The uplifting reason is because I want to live in a world where it is the norm, not the exception, for living beings to live in dignity and freedom. Often, however, when I try to communicate this uplifting vision to people who are not awakened to animals beyond material resources, playthings, and cultural/religious symbols, the message is lost. Animals are not included and it gets interpreted as a New Age, apolitical thing. After having this failed communication tonight, I want to explore how I can be a better communicator when it comes to animals. I want to be able to handle any kind of conversation with an awakened heart, with stability, and with sheer confidence. So far, I get thrown off my seat every time I talk about animals or anything moderately related to animals (veganism included). Rather than the topic be an argument of ethics and values about animals, I want to aim every conversation as an opportunity to expand and deepen the possibilities of animal liberation.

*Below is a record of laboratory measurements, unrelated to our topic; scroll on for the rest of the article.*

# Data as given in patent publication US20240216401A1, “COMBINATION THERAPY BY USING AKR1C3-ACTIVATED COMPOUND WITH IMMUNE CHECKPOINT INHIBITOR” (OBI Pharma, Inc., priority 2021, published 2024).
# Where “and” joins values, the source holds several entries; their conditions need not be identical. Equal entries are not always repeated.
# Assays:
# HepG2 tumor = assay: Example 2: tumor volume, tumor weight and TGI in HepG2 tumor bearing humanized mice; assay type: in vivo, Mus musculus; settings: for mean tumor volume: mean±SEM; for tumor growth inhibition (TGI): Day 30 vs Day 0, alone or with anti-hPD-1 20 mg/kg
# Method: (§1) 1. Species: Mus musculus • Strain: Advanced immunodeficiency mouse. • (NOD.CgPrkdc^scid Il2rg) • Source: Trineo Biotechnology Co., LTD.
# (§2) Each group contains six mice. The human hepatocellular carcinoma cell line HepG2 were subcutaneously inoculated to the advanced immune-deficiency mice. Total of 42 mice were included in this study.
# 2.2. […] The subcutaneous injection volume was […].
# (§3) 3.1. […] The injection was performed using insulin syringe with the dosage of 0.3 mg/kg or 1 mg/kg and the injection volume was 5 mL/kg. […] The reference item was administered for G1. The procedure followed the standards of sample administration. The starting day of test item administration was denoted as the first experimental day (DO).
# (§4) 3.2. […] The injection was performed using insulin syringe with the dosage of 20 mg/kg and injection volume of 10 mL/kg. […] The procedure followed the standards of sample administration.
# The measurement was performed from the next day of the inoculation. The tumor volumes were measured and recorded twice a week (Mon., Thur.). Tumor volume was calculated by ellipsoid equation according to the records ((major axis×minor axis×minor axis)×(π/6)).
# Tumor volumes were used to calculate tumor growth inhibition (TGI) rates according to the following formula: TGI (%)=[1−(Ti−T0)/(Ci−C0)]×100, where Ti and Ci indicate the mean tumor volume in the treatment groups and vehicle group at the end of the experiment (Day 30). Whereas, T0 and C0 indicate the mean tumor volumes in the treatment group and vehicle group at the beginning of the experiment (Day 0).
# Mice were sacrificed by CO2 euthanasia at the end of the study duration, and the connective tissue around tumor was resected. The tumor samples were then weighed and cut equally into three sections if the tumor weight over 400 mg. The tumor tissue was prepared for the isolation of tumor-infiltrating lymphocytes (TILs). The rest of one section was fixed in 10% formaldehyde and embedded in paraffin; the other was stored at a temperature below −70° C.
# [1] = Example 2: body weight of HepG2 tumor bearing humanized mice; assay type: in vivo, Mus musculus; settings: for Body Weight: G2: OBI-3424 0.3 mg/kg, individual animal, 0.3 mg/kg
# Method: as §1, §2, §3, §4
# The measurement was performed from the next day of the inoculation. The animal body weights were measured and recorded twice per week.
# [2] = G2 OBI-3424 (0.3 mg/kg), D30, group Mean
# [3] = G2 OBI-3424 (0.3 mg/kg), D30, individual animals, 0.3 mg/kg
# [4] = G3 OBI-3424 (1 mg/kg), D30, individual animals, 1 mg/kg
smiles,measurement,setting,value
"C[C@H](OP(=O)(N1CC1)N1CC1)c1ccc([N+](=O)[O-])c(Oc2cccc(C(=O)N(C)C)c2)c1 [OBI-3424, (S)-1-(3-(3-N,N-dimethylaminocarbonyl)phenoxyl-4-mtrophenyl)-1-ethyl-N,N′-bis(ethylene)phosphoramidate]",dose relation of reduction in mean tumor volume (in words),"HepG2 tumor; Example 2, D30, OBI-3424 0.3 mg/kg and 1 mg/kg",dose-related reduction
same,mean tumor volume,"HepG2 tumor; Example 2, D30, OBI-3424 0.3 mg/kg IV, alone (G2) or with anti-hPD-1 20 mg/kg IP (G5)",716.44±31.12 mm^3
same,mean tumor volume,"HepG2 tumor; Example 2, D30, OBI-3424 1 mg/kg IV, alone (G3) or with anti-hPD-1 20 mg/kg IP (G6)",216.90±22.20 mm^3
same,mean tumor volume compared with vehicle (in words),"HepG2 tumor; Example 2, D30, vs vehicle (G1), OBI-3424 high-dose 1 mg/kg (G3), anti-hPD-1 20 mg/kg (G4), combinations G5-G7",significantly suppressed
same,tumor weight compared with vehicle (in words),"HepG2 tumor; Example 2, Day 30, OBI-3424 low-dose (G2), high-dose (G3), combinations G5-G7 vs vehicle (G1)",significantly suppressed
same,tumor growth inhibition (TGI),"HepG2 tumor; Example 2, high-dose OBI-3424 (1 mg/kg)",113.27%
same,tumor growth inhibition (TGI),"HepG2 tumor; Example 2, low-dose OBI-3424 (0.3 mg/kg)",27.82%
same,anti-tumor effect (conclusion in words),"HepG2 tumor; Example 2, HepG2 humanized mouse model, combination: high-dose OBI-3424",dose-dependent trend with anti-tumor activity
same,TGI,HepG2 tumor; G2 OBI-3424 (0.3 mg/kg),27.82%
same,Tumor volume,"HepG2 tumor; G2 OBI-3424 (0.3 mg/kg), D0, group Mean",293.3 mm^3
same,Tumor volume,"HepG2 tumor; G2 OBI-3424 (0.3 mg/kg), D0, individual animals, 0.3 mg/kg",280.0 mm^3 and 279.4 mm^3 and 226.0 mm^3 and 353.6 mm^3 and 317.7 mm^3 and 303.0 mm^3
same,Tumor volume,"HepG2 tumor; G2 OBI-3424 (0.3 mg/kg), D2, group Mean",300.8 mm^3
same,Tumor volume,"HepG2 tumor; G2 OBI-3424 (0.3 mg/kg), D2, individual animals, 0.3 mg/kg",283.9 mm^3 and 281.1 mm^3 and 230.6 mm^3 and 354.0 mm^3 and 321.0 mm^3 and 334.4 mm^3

Is anyone willing to help me with this challenge?